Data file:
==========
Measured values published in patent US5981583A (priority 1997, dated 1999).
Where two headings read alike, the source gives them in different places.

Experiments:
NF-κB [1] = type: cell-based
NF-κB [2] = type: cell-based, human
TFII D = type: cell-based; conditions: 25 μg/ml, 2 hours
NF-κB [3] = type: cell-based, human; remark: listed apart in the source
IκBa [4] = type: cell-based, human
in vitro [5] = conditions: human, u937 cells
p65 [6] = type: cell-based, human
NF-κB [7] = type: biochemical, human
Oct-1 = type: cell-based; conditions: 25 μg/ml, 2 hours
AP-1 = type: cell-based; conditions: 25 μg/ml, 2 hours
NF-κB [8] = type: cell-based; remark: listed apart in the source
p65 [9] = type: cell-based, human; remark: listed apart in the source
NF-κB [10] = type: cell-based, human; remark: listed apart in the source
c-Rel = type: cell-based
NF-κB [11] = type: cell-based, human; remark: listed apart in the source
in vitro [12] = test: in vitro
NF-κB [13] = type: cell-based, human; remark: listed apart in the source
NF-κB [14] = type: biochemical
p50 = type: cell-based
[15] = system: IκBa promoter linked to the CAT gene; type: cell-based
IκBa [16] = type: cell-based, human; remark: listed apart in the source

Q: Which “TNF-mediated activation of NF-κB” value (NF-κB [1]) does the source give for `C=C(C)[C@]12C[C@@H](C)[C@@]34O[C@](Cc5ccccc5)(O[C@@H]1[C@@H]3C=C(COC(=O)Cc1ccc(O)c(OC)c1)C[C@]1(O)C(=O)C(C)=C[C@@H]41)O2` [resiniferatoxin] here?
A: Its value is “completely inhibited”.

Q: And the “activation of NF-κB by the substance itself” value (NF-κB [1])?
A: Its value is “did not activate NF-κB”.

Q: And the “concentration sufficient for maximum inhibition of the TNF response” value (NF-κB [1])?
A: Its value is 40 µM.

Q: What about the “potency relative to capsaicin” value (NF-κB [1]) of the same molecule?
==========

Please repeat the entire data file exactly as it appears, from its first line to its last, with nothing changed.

Measured values published in patent US5981583A (priority 1997, dated 1999).
Where two headings read alike, the source gives them in different places.

Experiments:
NF-κB [1] = type: cell-based
NF-κB [2] = type: cell-based, human
TFII D = type: cell-based; conditions: 25 μg/ml, 2 hours
NF-κB [3] = type: cell-based, human; remark: listed apart in the source
IκBa [4] = type: cell-based, human
in vitro [5] = conditions: human, u937 cells
p65 [6] = type: cell-based, human
NF-κB [7] = type: biochemical, human
Oct-1 = type: cell-based; conditions: 25 μg/ml, 2 hours
AP-1 = type: cell-based; conditions: 25 μg/ml, 2 hours
NF-κB [8] = type: cell-based; remark: listed apart in the source
p65 [9] = type: cell-based, human; remark: listed apart in the source
NF-κB [10] = type: cell-based, human; remark: listed apart in the source
c-Rel = type: cell-based
NF-κB [11] = type: cell-based, human; remark: listed apart in the source
in vitro [12] = test: in vitro
NF-κB [13] = type: cell-based, human; remark: listed apart in the source
NF-κB [14] = type: biochemical
p50 = type: cell-based
[15] = system: IκBa promoter linked to the CAT gene; type: cell-based
IκBa [16] = type: cell-based, human; remark: listed apart in the source

Q: Which “TNF-mediated activation of NF-κB” value (NF-κB [1]) does the source give for `C=C(C)[C@]12C[C@@H](C)[C@@]34O[C@](Cc5ccccc5)(O[C@@H]1[C@@H]3C=C(COC(=O)Cc1ccc(O)c(OC)c1)C[C@]1(O)C(=O)C(C)=C[C@@H]41)O2` [resiniferatoxin] here?
A: Its value is “completely inhibited”.

Q: And the “activation of NF-κB by the substance itself” value (NF-κB [1])?
A: Its value is “did not activate NF-κB”.

Q: And the “concentration sufficient for maximum inhibition of the TNF response” value (NF-κB [1])?
A: Its value is 40 µM.

Q: What about the “potency relative to capsaicin” value (NF-κB [1]) of the same molecule?